This kind of behavior is often tolerated and pretty much ignored as one just simply stays out of harm’s way and does his thing. You have to keep in mind that these horses are very fit and full of themselves, which is the whole point of getting the animal ready to run and win, and often it’s more than just that, as the trainer’s point is for the horse to want to run and want to win-in other words, to be “game”. Please, give the animal enough time to simmer down before you judge him according to your requirements.
Riding and mounting
This section should be of utmost importance to you, as you most likely obtained the horse to ride as a hunter, jumper, dressage horse or even western horse (please, no western pleasure).
When tacking up use an “English” saddle and when using a running martingale (recommended in the beginning) make sure that when pulled up, the rings of the running martingale are as high as the withers. Try to stay away from any other restraints like draw reins, tie-downs, etc. The horse is most likely familiar with a loose ring snaffle or a D-ring. You should preferably use an elastic girth which should be tightened up gradually, often by the rider from the saddle.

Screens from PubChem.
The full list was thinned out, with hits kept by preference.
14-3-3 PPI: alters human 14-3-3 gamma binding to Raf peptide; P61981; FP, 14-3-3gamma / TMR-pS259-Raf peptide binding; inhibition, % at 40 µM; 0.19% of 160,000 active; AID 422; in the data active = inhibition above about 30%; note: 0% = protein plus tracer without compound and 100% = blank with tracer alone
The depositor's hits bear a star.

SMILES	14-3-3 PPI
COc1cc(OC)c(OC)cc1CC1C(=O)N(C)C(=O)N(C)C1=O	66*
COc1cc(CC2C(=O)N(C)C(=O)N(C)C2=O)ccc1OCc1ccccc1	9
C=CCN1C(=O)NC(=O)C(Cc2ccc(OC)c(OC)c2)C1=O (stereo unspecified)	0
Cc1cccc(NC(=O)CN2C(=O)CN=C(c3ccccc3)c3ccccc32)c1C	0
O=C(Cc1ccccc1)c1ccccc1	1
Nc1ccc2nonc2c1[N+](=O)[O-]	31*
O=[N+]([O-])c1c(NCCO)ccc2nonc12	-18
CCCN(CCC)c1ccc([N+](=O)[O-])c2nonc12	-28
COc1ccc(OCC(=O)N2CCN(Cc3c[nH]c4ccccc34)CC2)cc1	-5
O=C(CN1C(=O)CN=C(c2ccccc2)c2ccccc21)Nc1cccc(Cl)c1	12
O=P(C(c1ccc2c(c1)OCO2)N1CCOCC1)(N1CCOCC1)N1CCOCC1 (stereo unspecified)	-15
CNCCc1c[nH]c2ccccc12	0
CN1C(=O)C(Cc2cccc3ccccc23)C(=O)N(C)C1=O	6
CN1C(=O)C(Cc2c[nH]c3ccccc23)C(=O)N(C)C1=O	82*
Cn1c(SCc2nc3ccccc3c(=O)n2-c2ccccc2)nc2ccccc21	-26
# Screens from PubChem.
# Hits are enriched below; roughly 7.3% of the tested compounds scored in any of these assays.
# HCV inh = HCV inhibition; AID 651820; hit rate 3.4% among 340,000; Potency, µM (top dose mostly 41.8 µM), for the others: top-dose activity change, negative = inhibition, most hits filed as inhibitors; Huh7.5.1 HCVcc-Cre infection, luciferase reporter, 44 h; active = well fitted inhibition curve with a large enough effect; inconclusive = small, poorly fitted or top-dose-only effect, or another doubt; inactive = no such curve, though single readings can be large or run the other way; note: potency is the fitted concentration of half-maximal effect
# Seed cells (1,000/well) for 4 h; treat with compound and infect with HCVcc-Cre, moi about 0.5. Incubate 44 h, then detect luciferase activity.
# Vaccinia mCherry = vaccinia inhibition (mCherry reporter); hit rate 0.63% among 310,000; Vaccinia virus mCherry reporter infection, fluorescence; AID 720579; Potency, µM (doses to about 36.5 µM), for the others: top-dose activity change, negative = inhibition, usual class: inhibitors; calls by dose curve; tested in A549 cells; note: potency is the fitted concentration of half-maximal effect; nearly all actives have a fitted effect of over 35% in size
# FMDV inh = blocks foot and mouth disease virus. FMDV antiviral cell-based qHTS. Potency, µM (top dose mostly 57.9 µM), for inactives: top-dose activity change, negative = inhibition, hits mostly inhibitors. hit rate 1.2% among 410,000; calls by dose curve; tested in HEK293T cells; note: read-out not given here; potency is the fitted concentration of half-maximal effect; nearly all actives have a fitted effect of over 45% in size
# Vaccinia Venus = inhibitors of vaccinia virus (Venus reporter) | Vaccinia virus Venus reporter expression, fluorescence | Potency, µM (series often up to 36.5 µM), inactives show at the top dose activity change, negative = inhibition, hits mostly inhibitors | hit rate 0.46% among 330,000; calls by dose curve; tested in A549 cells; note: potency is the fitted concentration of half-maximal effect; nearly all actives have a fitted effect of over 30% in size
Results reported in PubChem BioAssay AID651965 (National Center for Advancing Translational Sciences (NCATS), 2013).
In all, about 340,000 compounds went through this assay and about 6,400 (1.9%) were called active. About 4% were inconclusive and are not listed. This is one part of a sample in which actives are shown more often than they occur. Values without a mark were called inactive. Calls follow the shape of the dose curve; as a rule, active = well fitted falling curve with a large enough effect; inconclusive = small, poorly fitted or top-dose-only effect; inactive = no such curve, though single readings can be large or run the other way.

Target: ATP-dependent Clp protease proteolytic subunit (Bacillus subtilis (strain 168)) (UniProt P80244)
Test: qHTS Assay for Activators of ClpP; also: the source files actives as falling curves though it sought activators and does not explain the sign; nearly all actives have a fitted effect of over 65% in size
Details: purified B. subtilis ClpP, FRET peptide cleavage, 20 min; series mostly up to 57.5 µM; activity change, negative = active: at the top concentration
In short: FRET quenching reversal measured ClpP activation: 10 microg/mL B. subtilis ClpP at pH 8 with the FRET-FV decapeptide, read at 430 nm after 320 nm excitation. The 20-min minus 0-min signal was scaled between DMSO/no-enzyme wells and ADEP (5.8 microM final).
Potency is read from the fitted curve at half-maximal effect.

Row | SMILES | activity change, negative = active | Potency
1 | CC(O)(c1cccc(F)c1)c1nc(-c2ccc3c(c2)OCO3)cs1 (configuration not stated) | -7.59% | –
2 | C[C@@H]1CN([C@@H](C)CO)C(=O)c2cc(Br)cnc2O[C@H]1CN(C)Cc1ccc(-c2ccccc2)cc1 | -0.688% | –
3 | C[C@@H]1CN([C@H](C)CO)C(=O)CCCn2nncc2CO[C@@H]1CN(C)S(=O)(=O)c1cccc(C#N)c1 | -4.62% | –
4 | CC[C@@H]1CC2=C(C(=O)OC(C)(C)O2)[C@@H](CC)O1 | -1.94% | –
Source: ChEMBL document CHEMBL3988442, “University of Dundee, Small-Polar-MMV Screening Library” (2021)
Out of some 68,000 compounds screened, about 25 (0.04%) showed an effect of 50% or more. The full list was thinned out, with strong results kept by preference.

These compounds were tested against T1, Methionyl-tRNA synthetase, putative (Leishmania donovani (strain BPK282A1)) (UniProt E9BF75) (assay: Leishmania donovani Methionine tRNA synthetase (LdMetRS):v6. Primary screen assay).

When mounting, please do not insert your foot into the stirrup as previously mentioned. It is recommended that you get some assistance with mounting and let the horse move immediately forward as he is accustomed to doing. A hard handed handler on the ground could result in the horse rearing up or at least backing up while mounted. A certain expertise is needed here to prevent miscommunication or even injuries.
Try to ride the horse for the first time in an enclosed area like an arena (in which you have previously walked him around several times) or preferably something even smaller like a round pen in order to get a feel for him. Gently try his response to your legs in long stirrups and then adjust your riding accordingly.